1 – Establish Manageable Enforcing Units
In many Latin American cities, the basic unit of police action and enforcement is the district (the comisaría in the Spanish-speaking nations or the military police company and the civil police delegacía in Brazil). But this often covers too large an area and too large a population.
It is not unusual for a comisaría to be policing a population of 300,000 people or more. This is simply too large a community to be manageable. Modern policing models call for the local police commander to connect strongly with the community and to develop an intimate knowledge of crime and crime patterns. Ideally, police districts should have a population of 150,000 or fewer. New York City, for example, with a population of 8 million, is divided into 78 geographical areas called precincts, with the average precinct population under 100,000.
Merely establishing substations or outposts, without key commanders present, does not address the issue of focused local coverage. What is needed is a command structure at a local level that exerts authority, analyzes problems and develops strategies to solve them. Decentralizing to this degree is unquestionably costly, both in infrastructure and personnel; but failing to decentralize to a manageable level will exact a far heavier cost.
One of the chief benefits of decentralization is greatly improved community relations, as community members begin to recognize that the police are helping, not hurting, their neighborhoods. That would set in motion a virtuous cycle in which community members provide more information to the police, and the police, acting on this intelligence, become even more effective at delivering service. This happened in both New York and Los Angeles as decentralizing policing reforms took effect. It can happen in Latin American cities as well.
2 – Assign Quality Managers and Grant Them Genuine Authority
Another essential key to turning around a police department is empowering middle managers who run the local enforcement units. It is critical to identify, train and motivate these middle managers, who are the primary connections to the community—and the primary crime analysts and strategists. In a large city, most crime problems are local. They are not going to be solved from headquarters or by special units. Yet, the pattern in many Latin American police departments is for the more experienced commanders to avoid comisaría commands, especially in the more challenging communities, in favor of headquarters and special unit assignments.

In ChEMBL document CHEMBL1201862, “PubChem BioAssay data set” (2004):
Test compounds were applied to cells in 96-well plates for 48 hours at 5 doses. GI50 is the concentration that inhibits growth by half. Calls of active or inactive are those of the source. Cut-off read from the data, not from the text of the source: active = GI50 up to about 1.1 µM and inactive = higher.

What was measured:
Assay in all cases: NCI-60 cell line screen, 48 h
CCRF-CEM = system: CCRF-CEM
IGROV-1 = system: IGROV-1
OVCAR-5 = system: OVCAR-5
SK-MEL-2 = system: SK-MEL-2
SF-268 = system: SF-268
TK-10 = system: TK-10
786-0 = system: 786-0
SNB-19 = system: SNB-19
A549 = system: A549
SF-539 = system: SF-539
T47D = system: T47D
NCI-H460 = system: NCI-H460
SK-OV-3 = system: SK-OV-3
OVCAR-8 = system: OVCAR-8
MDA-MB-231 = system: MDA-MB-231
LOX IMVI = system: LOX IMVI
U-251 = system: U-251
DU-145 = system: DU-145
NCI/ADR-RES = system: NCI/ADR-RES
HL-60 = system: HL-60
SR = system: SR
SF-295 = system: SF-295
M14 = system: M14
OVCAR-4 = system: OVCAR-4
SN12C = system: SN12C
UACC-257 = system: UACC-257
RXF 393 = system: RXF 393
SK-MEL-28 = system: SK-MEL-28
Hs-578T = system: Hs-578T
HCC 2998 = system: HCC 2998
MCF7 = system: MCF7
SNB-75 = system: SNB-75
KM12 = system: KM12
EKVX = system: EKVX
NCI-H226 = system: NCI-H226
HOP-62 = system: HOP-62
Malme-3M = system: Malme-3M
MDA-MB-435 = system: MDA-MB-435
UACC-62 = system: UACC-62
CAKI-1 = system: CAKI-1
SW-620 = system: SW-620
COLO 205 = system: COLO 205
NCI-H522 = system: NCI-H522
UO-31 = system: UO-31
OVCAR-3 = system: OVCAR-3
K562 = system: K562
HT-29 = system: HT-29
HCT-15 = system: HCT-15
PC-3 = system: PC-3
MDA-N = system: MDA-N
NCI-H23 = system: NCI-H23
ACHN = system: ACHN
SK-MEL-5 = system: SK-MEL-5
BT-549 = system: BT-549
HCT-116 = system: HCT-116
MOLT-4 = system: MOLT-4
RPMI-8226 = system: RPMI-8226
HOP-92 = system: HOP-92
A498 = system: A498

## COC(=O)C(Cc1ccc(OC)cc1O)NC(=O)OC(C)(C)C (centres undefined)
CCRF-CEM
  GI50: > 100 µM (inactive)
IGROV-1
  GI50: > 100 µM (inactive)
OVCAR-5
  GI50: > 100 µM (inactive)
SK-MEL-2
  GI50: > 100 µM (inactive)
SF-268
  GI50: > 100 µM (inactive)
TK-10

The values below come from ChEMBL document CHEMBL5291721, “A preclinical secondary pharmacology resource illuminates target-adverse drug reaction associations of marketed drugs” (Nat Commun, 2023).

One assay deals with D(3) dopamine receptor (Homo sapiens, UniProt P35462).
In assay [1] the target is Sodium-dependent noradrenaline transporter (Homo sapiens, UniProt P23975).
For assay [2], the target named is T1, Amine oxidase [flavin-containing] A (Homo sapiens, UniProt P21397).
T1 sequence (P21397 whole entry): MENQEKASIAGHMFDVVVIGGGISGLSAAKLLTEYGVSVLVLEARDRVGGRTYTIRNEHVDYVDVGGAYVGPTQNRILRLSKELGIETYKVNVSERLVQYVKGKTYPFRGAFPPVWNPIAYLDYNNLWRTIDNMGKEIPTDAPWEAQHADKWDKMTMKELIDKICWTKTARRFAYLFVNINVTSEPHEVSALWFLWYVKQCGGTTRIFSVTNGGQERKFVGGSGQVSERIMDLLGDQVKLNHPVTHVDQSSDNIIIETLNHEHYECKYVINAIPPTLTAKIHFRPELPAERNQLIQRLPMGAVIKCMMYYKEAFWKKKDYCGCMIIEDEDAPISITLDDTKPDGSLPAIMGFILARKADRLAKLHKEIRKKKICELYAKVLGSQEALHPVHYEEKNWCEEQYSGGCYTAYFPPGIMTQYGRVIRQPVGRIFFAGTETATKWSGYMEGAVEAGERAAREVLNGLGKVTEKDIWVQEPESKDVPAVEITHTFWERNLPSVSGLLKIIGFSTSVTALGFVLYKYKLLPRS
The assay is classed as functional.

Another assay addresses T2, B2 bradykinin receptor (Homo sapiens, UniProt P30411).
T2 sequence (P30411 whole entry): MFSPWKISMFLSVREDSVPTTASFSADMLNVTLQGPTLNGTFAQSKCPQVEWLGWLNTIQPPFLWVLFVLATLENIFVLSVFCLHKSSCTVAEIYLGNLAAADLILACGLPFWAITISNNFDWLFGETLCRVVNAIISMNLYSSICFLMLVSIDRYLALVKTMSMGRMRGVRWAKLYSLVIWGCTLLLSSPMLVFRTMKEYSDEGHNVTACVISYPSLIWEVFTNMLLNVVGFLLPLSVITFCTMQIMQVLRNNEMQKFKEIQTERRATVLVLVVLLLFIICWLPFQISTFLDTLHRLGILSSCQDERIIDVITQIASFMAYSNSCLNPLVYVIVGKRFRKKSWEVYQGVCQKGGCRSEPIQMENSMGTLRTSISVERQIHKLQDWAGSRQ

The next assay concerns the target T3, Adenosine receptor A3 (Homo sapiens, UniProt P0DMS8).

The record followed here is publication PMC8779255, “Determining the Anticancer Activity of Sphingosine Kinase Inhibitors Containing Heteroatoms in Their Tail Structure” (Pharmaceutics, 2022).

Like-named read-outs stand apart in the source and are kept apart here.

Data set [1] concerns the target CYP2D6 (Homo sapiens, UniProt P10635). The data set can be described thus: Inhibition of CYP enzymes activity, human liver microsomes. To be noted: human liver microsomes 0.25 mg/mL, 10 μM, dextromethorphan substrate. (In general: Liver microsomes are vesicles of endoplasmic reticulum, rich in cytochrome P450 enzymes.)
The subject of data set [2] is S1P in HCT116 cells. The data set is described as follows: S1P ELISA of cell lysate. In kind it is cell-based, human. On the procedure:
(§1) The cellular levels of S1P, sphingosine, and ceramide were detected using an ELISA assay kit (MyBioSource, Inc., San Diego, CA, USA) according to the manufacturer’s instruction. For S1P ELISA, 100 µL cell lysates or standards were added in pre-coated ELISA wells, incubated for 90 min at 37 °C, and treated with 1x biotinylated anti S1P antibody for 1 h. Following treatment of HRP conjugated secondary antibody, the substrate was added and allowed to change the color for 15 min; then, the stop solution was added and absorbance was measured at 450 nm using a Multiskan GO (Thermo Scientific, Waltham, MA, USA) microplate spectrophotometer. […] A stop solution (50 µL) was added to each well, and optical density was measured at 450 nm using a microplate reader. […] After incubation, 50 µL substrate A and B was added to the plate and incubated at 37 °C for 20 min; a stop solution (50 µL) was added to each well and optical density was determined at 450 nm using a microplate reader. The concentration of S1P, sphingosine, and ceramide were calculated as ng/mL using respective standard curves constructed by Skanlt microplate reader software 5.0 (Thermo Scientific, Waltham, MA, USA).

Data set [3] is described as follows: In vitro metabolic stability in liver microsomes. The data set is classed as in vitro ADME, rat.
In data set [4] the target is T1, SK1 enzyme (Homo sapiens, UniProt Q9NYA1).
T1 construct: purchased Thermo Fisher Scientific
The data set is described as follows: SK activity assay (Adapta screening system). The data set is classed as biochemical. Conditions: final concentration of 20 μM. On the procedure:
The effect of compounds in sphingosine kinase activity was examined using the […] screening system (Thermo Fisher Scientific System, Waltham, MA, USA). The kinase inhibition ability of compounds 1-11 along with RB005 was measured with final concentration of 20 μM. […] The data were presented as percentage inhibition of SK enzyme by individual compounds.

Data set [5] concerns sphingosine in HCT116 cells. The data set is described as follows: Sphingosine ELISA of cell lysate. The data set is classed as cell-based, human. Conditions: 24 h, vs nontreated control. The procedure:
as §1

For police organizations to effectively decentralize, quality commanders must be assigned to the front lines. They should be granted genuine authority to operate without constant direction from higher-ups. In our experience, many Latin American police departments have such strong top-down traditions that otherwise capable and intelligent commanders are unaccustomed to taking initiative and innovating on their own. That must change. Top-quality commanders are needed at the local level; they should be held accountable for the delivery of police service and rewarded by advancement in rank for outstanding performance. Crime patterns change swiftly, and criminals adapt to new conditions. Police commanders must learn to be flexible, too.
3 – Reform Crime Reporting and Crime Analysis
The lack of adequate crime data has left many Latin American police managers operating at a significant disadvantage. Latin American crime reporting has improved in some countries over the past decade, but it still has a long way to go.
Typically, police departments report one quarter or less of the crime reported by victimization surveys. That means that local police commanders, as well as the command staff, may be unaware of the majority of the crime committed in their jurisdictions. Their ability to respond to these crimes is therefore severely limited.
The reasons for poor crime reporting are various, but standardization and reform of the reporting system can fix most of the problems. The reforms would include authorizing police officers to take crime reports in the field so that crime victims can immediately register with the police; not referring victims who wish to report a crime to distant locations like detective headquarters or the prosecutor’s office (most of them will not take the trouble); training police officers in using standardized forms with multiple-choice fields that make it easier to record the specific facts of the crime; and entering crime reports into searchable electronic databases where crime data can be sorted and analyzed. These computerized crime analysis systems can be easily adapted to any jurisdiction, cheaply and easily.
Finally, such reports should be processed daily at the local precinct to ensure that precinct chiefs and local detective bosses have up-to-date information by the next morning. All this can be achieved by designing and adhering to an orderly crime reporting system. The key is following the system with precision, day in and day out.
4 – Develop Effective Local Crime Investigations
Latin American crime investigations are often centralized at the citywide, state or national level, with only a token contingent of investigators working local cases. Decentralizing investigative authority and power is as important as decentralizing patrols.